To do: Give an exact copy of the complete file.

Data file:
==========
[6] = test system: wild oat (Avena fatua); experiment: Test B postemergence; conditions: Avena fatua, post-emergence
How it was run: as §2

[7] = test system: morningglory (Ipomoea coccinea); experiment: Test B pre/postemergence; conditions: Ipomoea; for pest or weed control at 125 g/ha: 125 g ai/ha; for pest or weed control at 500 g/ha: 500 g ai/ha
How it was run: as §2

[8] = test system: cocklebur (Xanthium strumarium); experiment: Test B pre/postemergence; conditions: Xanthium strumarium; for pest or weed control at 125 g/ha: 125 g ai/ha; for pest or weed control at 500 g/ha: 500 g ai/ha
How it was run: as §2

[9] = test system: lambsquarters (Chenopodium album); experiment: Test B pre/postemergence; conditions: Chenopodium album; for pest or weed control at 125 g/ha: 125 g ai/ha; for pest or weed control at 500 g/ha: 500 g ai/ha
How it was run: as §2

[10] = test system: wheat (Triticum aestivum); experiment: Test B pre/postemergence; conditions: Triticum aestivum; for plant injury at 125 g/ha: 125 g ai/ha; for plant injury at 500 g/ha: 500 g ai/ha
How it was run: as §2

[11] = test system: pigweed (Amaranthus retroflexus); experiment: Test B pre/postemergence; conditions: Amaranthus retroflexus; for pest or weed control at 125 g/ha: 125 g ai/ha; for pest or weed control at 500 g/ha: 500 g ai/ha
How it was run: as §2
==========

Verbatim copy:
[6] = test system: wild oat (Avena fatua); experiment: Test B postemergence; conditions: Avena fatua, post-emergence
How it was run: as §2

[7] = test system: morningglory (Ipomoea coccinea); experiment: Test B pre/postemergence; conditions: Ipomoea; for pest or weed control at 125 g/ha: 125 g ai/ha; for pest or weed control at 500 g/ha: 500 g ai/ha
How it was run: as §2

[8] = test system: cocklebur (Xanthium strumarium); experiment: Test B pre/postemergence; conditions: Xanthium strumarium; for pest or weed control at 125 g/ha: 125 g ai/ha; for pest or weed control at 500 g/ha: 500 g ai/ha
How it was run: as §2

[9] = test system: lambsquarters (Chenopodium album); experiment: Test B pre/postemergence; conditions: Chenopodium album; for pest or weed control at 125 g/ha: 125 g ai/ha; for pest or weed control at 500 g/ha: 500 g ai/ha
How it was run: as §2

[10] = test system: wheat (Triticum aestivum); experiment: Test B pre/postemergence; conditions: Triticum aestivum; for plant injury at 125 g/ha: 125 g ai/ha; for plant injury at 500 g/ha: 500 g ai/ha
How it was run: as §2

[11] = test system: pigweed (Amaranthus retroflexus); experiment: Test B pre/postemergence; conditions: Amaranthus retroflexus; for pest or weed control at 125 g/ha: 125 g ai/ha; for pest or weed control at 500 g/ha: 500 g ai/ha
How it was run: as §2